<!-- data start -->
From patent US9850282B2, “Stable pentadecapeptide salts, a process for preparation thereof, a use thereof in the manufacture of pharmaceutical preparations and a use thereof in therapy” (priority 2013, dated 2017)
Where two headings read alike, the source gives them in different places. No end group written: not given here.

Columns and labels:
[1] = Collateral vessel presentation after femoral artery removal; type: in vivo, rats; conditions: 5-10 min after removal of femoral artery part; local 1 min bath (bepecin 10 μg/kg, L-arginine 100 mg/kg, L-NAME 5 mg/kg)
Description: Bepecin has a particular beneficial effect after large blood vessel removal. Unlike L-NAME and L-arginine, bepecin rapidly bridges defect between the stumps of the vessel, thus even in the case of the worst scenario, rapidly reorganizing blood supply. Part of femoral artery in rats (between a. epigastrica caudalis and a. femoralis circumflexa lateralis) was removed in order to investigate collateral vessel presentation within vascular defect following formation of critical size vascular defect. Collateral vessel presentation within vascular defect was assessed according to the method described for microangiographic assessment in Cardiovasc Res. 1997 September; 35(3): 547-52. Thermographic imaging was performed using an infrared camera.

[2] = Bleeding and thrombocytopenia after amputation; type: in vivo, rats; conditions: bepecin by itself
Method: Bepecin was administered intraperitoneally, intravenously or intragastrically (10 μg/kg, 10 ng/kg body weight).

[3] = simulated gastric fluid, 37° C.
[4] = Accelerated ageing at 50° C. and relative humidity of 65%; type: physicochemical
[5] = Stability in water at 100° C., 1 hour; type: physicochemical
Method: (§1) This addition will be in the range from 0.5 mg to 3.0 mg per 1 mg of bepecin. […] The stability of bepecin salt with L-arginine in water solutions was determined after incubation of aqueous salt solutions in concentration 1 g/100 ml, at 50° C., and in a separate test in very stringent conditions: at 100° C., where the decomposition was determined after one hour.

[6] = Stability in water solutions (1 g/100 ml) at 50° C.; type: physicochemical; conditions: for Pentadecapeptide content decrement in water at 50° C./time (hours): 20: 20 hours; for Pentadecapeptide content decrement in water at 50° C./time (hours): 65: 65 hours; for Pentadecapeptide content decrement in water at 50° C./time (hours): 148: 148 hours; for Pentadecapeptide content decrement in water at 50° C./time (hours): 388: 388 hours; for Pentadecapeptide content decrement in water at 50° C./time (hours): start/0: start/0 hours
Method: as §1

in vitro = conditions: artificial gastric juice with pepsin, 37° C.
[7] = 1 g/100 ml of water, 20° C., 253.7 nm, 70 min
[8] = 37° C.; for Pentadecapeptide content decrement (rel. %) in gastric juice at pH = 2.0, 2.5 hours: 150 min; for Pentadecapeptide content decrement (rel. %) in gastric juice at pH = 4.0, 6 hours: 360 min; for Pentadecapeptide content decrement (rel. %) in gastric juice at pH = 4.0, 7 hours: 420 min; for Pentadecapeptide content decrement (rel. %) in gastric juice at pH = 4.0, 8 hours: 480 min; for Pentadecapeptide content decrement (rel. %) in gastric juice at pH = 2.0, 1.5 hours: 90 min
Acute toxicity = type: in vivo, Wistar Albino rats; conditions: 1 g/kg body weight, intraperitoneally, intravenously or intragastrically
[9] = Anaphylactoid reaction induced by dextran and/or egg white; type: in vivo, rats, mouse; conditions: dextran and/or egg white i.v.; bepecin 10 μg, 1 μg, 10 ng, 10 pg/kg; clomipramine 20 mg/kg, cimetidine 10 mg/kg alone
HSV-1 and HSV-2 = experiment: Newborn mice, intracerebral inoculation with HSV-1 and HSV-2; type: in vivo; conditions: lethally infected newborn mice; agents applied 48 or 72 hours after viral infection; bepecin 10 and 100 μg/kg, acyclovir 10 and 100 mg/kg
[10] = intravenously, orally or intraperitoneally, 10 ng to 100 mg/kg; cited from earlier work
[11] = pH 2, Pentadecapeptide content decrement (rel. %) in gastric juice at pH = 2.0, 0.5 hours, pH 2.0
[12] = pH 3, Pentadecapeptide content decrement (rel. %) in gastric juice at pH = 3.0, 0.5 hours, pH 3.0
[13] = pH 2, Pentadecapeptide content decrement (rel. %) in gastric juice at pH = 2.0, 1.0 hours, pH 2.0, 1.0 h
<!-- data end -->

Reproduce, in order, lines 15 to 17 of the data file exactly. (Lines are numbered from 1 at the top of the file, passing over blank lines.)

[7] = 1 g/100 ml of water, 20° C., 253.7 nm, 70 min
[8] = 37° C.; for Pentadecapeptide content decrement (rel. %) in gastric juice at pH = 2.0, 2.5 hours: 150 min; for Pentadecapeptide content decrement (rel. %) in gastric juice at pH = 4.0, 6 hours: 360 min; for Pentadecapeptide content decrement (rel. %) in gastric juice at pH = 4.0, 7 hours: 420 min; for Pentadecapeptide content decrement (rel. %) in gastric juice at pH = 4.0, 8 hours: 480 min; for Pentadecapeptide content decrement (rel. %) in gastric juice at pH = 2.0, 1.5 hours: 90 min
Acute toxicity = type: in vivo, Wistar Albino rats; conditions: 1 g/kg body weight, intraperitoneally, intravenously or intragastrically